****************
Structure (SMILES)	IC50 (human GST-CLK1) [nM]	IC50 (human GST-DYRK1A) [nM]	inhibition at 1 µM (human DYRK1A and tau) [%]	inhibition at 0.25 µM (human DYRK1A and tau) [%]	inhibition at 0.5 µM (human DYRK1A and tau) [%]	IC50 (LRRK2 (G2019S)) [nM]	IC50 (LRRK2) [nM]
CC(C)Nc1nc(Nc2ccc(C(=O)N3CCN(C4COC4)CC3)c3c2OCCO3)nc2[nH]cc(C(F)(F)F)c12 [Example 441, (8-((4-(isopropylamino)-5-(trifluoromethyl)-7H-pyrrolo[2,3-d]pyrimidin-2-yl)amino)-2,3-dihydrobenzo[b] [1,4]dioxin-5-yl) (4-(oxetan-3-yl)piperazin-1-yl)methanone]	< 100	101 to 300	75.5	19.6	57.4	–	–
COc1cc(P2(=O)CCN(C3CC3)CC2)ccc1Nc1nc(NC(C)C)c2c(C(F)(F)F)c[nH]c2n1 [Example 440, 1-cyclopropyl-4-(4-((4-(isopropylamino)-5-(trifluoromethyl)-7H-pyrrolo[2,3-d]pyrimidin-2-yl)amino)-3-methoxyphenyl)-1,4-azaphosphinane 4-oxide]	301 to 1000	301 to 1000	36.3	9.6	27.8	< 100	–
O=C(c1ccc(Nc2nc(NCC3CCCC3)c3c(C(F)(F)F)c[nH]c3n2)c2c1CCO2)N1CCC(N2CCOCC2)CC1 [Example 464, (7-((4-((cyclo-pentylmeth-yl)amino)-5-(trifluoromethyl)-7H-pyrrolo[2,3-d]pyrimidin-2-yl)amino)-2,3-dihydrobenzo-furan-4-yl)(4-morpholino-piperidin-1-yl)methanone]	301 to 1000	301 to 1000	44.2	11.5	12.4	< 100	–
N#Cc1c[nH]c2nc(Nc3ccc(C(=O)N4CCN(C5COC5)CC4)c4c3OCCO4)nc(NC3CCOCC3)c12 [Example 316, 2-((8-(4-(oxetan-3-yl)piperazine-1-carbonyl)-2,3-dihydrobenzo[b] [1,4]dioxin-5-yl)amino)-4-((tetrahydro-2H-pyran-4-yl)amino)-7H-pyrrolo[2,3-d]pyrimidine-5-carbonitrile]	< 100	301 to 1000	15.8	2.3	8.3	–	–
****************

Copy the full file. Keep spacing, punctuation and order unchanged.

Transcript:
Structure (SMILES)	IC50 (human GST-CLK1) [nM]	IC50 (human GST-DYRK1A) [nM]	inhibition at 1 µM (human DYRK1A and tau) [%]	inhibition at 0.25 µM (human DYRK1A and tau) [%]	inhibition at 0.5 µM (human DYRK1A and tau) [%]	IC50 (LRRK2 (G2019S)) [nM]	IC50 (LRRK2) [nM]
CC(C)Nc1nc(Nc2ccc(C(=O)N3CCN(C4COC4)CC3)c3c2OCCO3)nc2[nH]cc(C(F)(F)F)c12 [Example 441, (8-((4-(isopropylamino)-5-(trifluoromethyl)-7H-pyrrolo[2,3-d]pyrimidin-2-yl)amino)-2,3-dihydrobenzo[b] [1,4]dioxin-5-yl) (4-(oxetan-3-yl)piperazin-1-yl)methanone]	< 100	101 to 300	75.5	19.6	57.4	–	–
COc1cc(P2(=O)CCN(C3CC3)CC2)ccc1Nc1nc(NC(C)C)c2c(C(F)(F)F)c[nH]c2n1 [Example 440, 1-cyclopropyl-4-(4-((4-(isopropylamino)-5-(trifluoromethyl)-7H-pyrrolo[2,3-d]pyrimidin-2-yl)amino)-3-methoxyphenyl)-1,4-azaphosphinane 4-oxide]	301 to 1000	301 to 1000	36.3	9.6	27.8	< 100	–
O=C(c1ccc(Nc2nc(NCC3CCCC3)c3c(C(F)(F)F)c[nH]c3n2)c2c1CCO2)N1CCC(N2CCOCC2)CC1 [Example 464, (7-((4-((cyclo-pentylmeth-yl)amino)-5-(trifluoromethyl)-7H-pyrrolo[2,3-d]pyrimidin-2-yl)amino)-2,3-dihydrobenzo-furan-4-yl)(4-morpholino-piperidin-1-yl)methanone]	301 to 1000	301 to 1000	44.2	11.5	12.4	< 100	–
N#Cc1c[nH]c2nc(Nc3ccc(C(=O)N4CCN(C5COC5)CC4)c4c3OCCO4)nc(NC3CCOCC3)c12 [Example 316, 2-((8-(4-(oxetan-3-yl)piperazine-1-carbonyl)-2,3-dihydrobenzo[b] [1,4]dioxin-5-yl)amino)-4-((tetrahydro-2H-pyran-4-yl)amino)-7H-pyrrolo[2,3-d]pyrimidine-5-carbonitrile]	< 100	301 to 1000	15.8	2.3	8.3	–	–